Samuel Leeds inspires rugby stars to become successful in property….
Top professional rugby league players Jesse Sene-Lefao and Quentin Laulu-Togagae are used to triumphing on the pitch. But it might come as a surprise to their fans that they are also winning off the field as entrepreneurs. The pair attended a Property Investors Crash Course after deciding to ‘try’ their hand at making money in the housing market. Two years later, they are running a thriving business renting out 19 furnished apartments and houses in West Yorkshire and the Greater Manchester area for short stays.
‘We need an income after rugby’
Castleford Tigers star Jesse and his former team-mate Quentin, who now plays for Keighley Cougars, love the game of rugby. They are both Samoa internationals and have enjoyed considerable success at club level.
Q, as Quentin is known, once faced the mighty All Blacks and has scored 230 tries in his career, while Jesse is a powerful force in the Super League. The back-rower helped Castleford win the 2017 League Leaders’ Shield and also represented his country in a memorable test match victory over Pacific Island rivals Fiji.
They revel in the excitement of playing in front of crowds of thousands (pandemic excepting) and the rough and tumble of the sport. And yet they know only too well that their time in the limelight is limited.
Fullback Q turns 37 this year and says he needs to look to his future to be able to continue providing for his family.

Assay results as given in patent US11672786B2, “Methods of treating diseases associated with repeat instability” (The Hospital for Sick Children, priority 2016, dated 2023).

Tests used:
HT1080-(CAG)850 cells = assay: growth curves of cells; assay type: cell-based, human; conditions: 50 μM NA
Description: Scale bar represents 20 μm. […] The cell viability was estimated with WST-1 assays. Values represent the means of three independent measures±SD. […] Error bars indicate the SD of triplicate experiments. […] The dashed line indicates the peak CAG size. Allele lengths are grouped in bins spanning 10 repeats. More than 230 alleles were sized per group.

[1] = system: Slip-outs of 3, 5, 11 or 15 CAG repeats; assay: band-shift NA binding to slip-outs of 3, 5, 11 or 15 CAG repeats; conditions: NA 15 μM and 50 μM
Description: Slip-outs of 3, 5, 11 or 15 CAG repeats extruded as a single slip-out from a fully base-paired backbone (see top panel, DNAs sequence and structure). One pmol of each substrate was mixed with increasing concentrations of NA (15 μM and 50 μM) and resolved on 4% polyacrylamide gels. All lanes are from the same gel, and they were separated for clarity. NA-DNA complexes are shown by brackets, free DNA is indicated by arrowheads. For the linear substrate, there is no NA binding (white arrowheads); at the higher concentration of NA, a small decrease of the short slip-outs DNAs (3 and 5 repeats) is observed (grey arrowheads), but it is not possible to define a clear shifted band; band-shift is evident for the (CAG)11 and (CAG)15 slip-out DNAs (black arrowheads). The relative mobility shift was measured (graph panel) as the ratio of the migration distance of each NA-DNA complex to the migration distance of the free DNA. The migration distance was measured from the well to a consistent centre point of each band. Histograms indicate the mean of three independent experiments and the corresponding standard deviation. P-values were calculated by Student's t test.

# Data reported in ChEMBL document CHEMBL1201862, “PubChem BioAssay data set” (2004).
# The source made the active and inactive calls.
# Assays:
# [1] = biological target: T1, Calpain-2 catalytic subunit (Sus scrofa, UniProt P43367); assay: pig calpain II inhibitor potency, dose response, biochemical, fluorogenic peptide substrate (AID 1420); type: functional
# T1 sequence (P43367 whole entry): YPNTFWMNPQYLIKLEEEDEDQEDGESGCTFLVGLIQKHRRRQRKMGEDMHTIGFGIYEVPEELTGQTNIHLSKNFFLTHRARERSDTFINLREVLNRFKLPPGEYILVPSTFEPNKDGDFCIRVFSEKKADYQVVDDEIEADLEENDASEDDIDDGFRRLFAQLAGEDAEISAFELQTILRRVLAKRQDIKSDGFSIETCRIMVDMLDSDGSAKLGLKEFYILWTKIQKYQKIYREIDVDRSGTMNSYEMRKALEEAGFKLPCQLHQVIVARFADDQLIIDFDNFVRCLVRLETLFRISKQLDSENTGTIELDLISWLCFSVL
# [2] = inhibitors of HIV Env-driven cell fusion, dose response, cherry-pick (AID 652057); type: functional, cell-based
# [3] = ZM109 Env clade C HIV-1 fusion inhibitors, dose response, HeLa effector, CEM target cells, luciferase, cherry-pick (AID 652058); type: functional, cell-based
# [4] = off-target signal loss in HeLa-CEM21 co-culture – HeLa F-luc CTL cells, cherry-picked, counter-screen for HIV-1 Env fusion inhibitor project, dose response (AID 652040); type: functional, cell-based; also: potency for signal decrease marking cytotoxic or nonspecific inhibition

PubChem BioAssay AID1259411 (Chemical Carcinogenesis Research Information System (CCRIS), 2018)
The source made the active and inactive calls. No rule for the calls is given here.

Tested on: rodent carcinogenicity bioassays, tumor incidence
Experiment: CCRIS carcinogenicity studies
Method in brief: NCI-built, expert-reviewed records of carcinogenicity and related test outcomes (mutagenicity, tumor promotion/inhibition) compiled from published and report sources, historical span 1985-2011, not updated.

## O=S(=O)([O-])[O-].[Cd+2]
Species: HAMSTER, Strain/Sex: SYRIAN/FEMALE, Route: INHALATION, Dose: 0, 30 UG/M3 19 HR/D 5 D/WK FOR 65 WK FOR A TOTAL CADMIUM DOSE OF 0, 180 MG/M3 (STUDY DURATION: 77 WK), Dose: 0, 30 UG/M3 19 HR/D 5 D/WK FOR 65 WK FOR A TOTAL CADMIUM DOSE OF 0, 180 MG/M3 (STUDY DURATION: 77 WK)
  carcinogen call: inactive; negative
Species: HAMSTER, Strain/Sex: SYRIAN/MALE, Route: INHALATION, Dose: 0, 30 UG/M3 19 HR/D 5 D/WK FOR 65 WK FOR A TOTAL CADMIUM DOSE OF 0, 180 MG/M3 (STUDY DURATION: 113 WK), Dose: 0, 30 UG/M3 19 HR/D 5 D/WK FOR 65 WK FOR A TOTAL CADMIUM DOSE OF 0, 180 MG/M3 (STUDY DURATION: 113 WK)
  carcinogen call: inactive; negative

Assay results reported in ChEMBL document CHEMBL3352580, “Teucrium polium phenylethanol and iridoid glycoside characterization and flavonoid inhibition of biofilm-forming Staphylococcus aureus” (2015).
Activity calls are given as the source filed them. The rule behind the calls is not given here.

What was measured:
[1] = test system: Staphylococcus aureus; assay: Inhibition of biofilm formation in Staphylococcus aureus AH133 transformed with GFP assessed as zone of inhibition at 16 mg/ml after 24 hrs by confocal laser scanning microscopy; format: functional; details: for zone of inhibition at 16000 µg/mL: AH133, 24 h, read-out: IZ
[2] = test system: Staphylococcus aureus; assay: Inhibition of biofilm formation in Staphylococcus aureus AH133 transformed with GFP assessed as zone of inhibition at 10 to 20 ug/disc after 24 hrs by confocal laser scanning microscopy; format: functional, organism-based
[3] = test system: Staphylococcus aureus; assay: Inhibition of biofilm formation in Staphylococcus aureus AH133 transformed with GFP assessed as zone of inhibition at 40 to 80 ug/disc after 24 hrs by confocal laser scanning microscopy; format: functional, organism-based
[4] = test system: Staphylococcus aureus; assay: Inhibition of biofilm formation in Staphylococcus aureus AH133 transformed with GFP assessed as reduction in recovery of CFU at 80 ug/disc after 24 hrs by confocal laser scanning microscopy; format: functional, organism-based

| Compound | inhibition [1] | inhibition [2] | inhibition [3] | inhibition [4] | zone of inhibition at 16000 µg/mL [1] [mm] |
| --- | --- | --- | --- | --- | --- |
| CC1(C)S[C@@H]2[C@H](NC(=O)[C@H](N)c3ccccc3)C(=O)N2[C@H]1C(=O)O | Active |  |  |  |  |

“I’ve just signed a two-year contract, but rugby is not a long career. You play for 10 to 15 years. So, you’ve got to try to find something on the side once rugby has finished to fall back on.
“Property was one venture that we thought could secure us the financial freedom that we want to get to, especially after rugby.”
Jesse is five years younger, but his motivation is the same.
“The thing that pushed me the most was thinking after rugby what am I going to do. I don’t want to work in a factory. I don’t want to be told what to do. I’d rather have something that’s going to give me a passive income.”
It was Jesse who first came across Samuel Leeds’ free online property education content and saw how he was helping to make people financially independent. When the sportsman found out that Samuel was about to hold a crash course in Birmingham, and that he also shared his belief in Jesus, he was keen to enrol.
Jesse asked his team-mates and friends if any of them wanted to come along with him. Only Q showed any interest. So, he sent him links to the content, including one of Samuel’s popular Winners on a Wednesday videos featuring successful students.
“I said to Q if we do this, we’re going to become one of those students on Winners on a Wednesday! That’s how it started – just out of sharing a conversation,” Jesse recalls.
His prediction came true recently when Property Investors’ founder interviewed the players for the series on his YouTube channel.
Q was hooked by the videos too and they both went to the crash course, encouraged by Jesse’s optimism and energy to make a go of property investing.
The two men work well together. Jesse is a full-time rugby player who trains in the day, while Q is now part-time and does all his training at night. This means they can take over from each other whenever any work needs to be done on the property front.
They are partners in a company called Try-Line Property Limited which offers high-end serviced accommodation in and around Leeds, Wigan and Wakefield. This includes The Cube, an apartment block of 12 one and two-bedroom flats in Pontefract and a new luxury house in Horbury.
The name of the business reflects the fact that it’s their goal to score a try in rugby and also to get deals over the line in property.